__Expectancy or Expected Return__= (Probability of Winning x Average Win) – (Probability of Losing x Average Loss)

**E = (90% x $100) – (10% x $1,000) = ($90) – ($100) = -$10**

This number means that for every $100 that is risked with this system you can expect to lose $10, or for every $1,000 risked you can expect to lose $100. So over the course of ten trades with a position size of $1,000 each, 9 out of 10 of those trades can be expected to be winners of $100 for a total of $900, and 1 out of 10 of those trades can be expected to be a loser for the entire $1,000. The end result after 10 trades is a loss of $100 (or a $10 loss for every $100 risked). So even though this system has a 90% win rate, it has a negative expectancy and should be avoided. It’s easy to see that the large average losses are sabotaging the effectiveness of the system.

**Bottom Line – Don’t Choose High Win Rates or Being Right Over Making Money:**

Bad traders tend to choose high accuracy over making money. They become obsessed with predictions, opinions, newsletters, and most of all, trying to be “right”. The idea of taking a trade with a higher probability of it being a loss than a win seems absolutely crazy to them, but it’s certainly possible to have a positive expectancy system with a win rate below 50%. Most beginners, as the saying goes, “can’t see the forest through the trees”. Regrettably, they’re excessively focused on win rate and the desire to feel “right” when they should simply be focused on having a consistent and repeatable edge in the market.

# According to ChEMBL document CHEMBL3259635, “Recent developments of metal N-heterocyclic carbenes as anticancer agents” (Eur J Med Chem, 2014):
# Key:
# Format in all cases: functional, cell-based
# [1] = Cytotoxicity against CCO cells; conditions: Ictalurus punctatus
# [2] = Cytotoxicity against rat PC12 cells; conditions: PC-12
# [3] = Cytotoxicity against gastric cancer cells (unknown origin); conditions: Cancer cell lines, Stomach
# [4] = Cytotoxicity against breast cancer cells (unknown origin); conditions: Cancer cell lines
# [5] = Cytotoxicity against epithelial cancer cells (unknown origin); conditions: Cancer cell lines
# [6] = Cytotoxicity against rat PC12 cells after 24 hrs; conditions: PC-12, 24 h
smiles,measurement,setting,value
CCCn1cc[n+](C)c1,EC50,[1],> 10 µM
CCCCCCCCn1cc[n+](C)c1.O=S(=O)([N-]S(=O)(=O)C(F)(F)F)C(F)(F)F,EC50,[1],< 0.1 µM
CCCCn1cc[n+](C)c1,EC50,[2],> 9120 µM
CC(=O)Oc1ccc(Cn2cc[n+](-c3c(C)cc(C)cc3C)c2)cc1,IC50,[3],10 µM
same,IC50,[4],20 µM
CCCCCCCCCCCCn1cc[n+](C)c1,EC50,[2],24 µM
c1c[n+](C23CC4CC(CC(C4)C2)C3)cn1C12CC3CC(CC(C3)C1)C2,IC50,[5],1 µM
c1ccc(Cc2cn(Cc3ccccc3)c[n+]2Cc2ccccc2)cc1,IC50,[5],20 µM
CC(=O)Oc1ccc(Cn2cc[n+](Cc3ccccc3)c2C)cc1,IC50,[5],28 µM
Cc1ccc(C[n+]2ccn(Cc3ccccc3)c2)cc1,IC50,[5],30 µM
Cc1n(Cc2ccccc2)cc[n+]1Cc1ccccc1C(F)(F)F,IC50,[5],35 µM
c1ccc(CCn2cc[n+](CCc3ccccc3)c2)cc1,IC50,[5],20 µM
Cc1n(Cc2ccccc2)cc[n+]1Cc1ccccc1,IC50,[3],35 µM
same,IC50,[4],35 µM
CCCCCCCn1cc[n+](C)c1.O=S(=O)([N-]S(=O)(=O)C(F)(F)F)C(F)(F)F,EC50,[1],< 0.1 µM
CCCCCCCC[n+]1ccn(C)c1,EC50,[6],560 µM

Overall, we need to make sure we do our homework so that we know with a high degree of certainty that our trading system will create profits over a large series of trades. There will be both wins and losses along the way because there’s no way to avoid losses, but we’re on the right track as long as our trades average out profitable over time. Don’t fall into the trap of giving into short-term emotional satisfaction at the expense of your long-term profits. By understanding this equation and the size of your edge, you can face the market with higher confidence, patience and discipline, knowing exactly what to expect from your system as long as you stay the course.

Is your current trading system one with a positive expectancy? If not, it’s time to do your homework on finding a statistical edge.

Written by Matt Thomas (@MattThomasTP)

**Related Pages:**

- #1 Reason 90% of Traders Fail and How You Can Avoid Being One of Them
- Trading Composure Review – Learn the Importance of Mindfulness in Trading
- Trading in the Zone By Mark Douglas – Book Review
- Top 25 Quotes From Trading in the Zone By Mark Douglas
- Why is it So Difficult to Become a Consistently Profitable Trader?

Nuttanee says

Thank you for clarifying the differences between expectancy and winning rate. I have always thought that they are the same, and thanks for the formula. This takes me back to Finance class back in college. Thanks for this lesson. I will keep in mind that the high win doesn’t necessarily mean that I will make money in the long run, it is all about probabilities and expectancy.